On this page:
- 'Shadow a CFO' experience at NZTA
- Prof John Creedy chairs judging panel for Treasury Schools Challenge
- Unique computer games may be lost
- Social inequality still rife in New Zealand
- Student 'shadows' CFO of the Department of Internal Affairs
- Capital gains in the capital city
- Bright future for students in CPA Australia's Shadow a CFO competition
- SACL Prize and Sponsorship winners celebrated
- Understanding issues faced by low income families
- SACL Accounting student profiled by CPA Australia
- Top students’ Awards for Excellence in Accounting, Commercial Law and Taxation
- SACL meets high accreditation standards
- Congratulations to Victoria Plus Award recipients
- Public administration programme delivered in Kazakhstan
16 October 2014
CPA Australia and Victoria Business School offered 13 accounting and finance students the chance to spend an exclusive day of one-on-one mentoring with a Public Sector CFO, and student David Rektorys gives an insight into his experience below.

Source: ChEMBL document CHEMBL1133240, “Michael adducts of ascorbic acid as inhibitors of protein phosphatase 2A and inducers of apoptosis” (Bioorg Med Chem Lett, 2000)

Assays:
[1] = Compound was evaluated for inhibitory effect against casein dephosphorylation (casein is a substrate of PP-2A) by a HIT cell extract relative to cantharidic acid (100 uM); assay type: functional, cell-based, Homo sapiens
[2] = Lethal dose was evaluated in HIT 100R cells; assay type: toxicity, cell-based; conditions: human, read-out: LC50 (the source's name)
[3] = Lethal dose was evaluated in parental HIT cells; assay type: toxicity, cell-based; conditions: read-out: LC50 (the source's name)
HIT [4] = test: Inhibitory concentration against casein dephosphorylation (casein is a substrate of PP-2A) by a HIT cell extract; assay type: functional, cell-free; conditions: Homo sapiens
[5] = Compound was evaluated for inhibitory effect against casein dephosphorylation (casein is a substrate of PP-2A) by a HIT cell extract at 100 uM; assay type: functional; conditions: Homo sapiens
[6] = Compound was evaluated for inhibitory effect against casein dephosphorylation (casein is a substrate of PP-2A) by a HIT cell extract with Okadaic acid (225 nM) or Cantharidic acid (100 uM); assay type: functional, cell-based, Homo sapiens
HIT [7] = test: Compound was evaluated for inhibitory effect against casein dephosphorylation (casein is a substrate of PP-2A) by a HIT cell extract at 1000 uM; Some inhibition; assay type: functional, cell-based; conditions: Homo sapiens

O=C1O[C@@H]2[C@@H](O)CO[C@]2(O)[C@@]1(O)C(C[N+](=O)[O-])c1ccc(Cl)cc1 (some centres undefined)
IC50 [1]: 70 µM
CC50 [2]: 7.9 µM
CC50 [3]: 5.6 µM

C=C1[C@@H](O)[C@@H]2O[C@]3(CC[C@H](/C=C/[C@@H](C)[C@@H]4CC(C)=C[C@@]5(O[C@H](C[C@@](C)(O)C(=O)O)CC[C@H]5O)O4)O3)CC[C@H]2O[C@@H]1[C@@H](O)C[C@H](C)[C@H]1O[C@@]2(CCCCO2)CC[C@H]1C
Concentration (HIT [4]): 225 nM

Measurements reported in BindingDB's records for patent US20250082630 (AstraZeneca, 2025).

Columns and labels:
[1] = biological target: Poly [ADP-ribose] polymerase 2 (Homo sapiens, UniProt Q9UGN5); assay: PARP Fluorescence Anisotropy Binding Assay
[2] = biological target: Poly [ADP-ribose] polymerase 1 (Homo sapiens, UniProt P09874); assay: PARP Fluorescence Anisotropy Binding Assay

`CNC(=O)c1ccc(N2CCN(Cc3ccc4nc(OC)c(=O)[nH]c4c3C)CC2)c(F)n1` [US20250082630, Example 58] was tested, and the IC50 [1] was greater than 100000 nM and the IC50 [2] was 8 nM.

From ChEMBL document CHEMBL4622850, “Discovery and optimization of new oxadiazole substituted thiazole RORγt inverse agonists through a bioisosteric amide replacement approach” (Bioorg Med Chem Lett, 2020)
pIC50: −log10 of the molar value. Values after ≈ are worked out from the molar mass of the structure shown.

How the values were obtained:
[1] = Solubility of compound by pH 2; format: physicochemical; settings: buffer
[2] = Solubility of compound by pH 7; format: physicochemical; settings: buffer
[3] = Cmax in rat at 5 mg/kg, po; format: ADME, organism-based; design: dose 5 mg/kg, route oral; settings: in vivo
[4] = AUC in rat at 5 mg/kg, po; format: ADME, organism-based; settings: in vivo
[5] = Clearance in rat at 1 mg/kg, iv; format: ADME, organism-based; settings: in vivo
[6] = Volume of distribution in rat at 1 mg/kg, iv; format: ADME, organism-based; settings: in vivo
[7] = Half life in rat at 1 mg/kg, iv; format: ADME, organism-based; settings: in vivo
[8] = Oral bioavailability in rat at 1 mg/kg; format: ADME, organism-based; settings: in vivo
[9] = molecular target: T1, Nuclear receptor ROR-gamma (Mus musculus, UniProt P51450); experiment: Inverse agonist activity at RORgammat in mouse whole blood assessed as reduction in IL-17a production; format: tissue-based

Students entering the 'Shadow a CFO' Competition submitted a 500 word entry answering three questions, and a shortlist was chosen to give a five minute presentation to a Dragons' Den panel.
David Rektorys shares his experience of a full day shadowing Paul Helm, CFO of the New Zealand Transport Agency
I have recently accomplished my first shadowing of a top level executive manager and decided to share what I have learnt with others.
My day started at 8.30am in the NZTA building in Wellington and Paul certainly didn’t waste any time. Straight from the beginning, he explained his two fundamental beliefs: